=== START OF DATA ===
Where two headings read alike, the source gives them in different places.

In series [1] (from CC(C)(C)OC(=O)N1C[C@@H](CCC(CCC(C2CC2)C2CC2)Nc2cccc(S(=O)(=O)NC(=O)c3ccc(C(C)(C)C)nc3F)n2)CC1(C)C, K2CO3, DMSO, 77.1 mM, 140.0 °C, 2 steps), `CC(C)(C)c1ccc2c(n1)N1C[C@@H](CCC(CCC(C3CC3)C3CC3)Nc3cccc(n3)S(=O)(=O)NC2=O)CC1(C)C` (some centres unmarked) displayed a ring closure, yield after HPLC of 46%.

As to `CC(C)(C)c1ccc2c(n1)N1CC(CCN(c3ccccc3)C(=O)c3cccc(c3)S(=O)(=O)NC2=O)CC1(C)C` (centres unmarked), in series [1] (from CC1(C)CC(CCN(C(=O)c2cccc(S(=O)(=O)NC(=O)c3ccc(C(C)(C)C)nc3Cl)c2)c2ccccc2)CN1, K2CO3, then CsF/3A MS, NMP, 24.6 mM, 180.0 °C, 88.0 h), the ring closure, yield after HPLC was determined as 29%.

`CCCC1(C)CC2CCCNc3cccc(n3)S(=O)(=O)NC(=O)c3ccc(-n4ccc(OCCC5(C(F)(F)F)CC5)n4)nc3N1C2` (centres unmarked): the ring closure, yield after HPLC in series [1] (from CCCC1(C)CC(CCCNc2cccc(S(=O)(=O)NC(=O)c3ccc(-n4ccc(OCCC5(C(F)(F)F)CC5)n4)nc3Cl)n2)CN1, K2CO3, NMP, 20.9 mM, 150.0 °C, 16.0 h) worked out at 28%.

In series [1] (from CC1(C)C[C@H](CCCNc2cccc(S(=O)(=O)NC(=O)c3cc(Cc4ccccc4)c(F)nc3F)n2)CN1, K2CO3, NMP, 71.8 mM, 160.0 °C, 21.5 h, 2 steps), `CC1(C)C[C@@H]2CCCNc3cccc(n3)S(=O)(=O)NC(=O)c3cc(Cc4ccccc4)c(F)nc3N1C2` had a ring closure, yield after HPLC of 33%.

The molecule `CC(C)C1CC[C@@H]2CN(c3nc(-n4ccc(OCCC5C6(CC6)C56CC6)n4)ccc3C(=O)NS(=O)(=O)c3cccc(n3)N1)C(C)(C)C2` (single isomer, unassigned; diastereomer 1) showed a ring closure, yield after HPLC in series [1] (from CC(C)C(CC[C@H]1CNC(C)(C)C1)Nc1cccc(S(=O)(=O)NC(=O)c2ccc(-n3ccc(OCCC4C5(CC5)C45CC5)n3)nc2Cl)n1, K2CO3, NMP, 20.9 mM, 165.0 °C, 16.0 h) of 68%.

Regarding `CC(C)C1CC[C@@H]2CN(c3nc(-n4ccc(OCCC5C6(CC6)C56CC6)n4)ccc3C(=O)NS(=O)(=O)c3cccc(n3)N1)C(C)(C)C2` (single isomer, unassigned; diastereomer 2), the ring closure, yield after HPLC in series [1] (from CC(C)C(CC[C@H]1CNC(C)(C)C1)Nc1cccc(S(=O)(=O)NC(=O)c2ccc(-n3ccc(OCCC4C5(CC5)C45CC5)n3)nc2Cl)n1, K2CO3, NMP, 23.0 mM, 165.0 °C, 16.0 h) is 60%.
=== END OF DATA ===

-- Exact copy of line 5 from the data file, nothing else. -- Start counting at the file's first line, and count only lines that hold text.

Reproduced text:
In series [1] (from CC1(C)C[C@H](CCCNc2cccc(S(=O)(=O)NC(=O)c3cc(Cc4ccccc4)c(F)nc3F)n2)CN1, K2CO3, NMP, 71.8 mM, 160.0 °C, 21.5 h, 2 steps), `CC1(C)C[C@@H]2CCCNc3cccc(n3)S(=O)(=O)NC(=O)c3cc(Cc4ccccc4)c(F)nc3N1C2` had a ring closure, yield after HPLC of 33%.